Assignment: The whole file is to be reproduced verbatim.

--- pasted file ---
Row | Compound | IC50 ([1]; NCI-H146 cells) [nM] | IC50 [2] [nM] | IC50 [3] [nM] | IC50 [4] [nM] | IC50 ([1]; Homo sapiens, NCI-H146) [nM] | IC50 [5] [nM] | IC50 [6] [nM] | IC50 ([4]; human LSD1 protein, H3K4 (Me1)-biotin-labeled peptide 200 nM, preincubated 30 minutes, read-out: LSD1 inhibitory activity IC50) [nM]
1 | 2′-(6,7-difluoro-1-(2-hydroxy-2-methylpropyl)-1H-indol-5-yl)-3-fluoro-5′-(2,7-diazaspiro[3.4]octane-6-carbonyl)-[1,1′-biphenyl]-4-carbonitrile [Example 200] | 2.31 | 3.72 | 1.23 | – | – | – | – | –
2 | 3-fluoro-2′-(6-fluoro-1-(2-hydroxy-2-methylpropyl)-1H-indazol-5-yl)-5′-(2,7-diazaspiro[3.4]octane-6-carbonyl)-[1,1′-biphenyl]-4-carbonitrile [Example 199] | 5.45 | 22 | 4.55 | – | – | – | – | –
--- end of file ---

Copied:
Row | Compound | IC50 ([1]; NCI-H146 cells) [nM] | IC50 [2] [nM] | IC50 [3] [nM] | IC50 [4] [nM] | IC50 ([1]; Homo sapiens, NCI-H146) [nM] | IC50 [5] [nM] | IC50 [6] [nM] | IC50 ([4]; human LSD1 protein, H3K4 (Me1)-biotin-labeled peptide 200 nM, preincubated 30 minutes, read-out: LSD1 inhibitory activity IC50) [nM]
1 | 2′-(6,7-difluoro-1-(2-hydroxy-2-methylpropyl)-1H-indol-5-yl)-3-fluoro-5′-(2,7-diazaspiro[3.4]octane-6-carbonyl)-[1,1′-biphenyl]-4-carbonitrile [Example 200] | 2.31 | 3.72 | 1.23 | – | – | – | – | –
2 | 3-fluoro-2′-(6-fluoro-1-(2-hydroxy-2-methylpropyl)-1H-indazol-5-yl)-5′-(2,7-diazaspiro[3.4]octane-6-carbonyl)-[1,1′-biphenyl]-4-carbonitrile [Example 199] | 5.45 | 22 | 4.55 | – | – | – | – | –